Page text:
So I guess the City will call this year’s celebration a huge success for the vendors and the City. The vendors made money and the City made tax dollars off of that money. And the City didn’t have to spend a dime on crowd control outside of the immediate Greenville Ave area. Nor did the City have to arrange for parking for anyone. Nor did the City have to worry about extending Police protection to the neighborhoods they caused to be invaded. Any finally the trash that wound up in these set upon neighborhoods is just that much less trash the City will have to clean up.

So, while we all look forward to next year’s St. Patrick’s Day celebration here in Dallas let’s think about what this holiday really means to us. First, St. Patrick wasn’t even Irish. He was born in the 4th century in England to British parents. Second, less than 1% of Texans are Irish or of Irish decent. Third, the St. Patrick’s Day didn’t become a nationally recognized holiday in Ireland until 1903 (almost 1500 years after St. Patrick’s death). Fourth, the first St. Patrick Day holidays held in Ireland required all pubs to be closed during the holiday and no beer to be served – green or otherwise. It wasn’t until the 1970s that beer drinking during the holiday became part of the “tradition”.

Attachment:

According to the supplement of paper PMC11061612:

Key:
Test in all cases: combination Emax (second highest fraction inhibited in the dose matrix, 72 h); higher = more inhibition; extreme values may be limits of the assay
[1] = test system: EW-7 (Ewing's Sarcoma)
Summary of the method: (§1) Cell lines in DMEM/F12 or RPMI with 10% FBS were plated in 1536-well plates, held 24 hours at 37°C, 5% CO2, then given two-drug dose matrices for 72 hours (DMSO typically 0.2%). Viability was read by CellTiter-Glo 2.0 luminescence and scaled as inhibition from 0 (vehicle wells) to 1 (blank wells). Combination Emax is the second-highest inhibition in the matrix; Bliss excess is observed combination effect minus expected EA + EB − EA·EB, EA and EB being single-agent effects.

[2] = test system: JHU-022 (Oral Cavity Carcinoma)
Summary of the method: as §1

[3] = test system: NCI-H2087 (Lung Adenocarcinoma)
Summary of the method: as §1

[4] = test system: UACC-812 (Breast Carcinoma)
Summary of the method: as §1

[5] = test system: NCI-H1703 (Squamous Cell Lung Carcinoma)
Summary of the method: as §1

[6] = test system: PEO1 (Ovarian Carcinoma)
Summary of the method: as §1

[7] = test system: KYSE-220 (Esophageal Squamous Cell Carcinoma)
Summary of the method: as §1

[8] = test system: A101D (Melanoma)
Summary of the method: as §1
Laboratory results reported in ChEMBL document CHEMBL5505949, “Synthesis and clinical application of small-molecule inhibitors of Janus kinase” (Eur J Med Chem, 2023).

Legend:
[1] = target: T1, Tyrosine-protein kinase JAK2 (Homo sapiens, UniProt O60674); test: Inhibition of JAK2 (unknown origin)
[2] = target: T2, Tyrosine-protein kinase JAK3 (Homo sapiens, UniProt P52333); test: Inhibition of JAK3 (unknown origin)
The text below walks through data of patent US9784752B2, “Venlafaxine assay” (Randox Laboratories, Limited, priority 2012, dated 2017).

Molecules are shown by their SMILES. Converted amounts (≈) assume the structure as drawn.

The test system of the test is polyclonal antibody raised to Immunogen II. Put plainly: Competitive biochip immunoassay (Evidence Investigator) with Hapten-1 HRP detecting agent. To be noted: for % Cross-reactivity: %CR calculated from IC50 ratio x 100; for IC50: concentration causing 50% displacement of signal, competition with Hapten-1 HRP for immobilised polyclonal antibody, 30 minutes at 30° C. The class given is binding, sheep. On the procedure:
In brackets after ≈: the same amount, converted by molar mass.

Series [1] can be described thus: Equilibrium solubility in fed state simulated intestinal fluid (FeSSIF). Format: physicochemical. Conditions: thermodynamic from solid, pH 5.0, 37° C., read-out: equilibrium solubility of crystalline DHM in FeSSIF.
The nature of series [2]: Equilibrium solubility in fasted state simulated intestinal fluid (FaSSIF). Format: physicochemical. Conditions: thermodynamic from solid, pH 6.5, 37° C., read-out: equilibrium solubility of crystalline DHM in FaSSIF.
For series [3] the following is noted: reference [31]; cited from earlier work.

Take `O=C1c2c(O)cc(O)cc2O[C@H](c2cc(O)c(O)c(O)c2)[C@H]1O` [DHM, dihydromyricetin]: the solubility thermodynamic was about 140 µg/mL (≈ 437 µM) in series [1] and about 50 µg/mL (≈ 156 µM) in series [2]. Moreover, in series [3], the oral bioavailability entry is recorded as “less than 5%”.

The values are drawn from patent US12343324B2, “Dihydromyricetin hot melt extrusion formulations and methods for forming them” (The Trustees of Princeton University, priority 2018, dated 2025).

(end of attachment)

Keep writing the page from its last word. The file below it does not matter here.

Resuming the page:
So why is St. Patrick’s Day celebrated as such a big deal in Dallas? Because it makes vendors and the City money, even if it is at the expense of others that want nothing to do with it.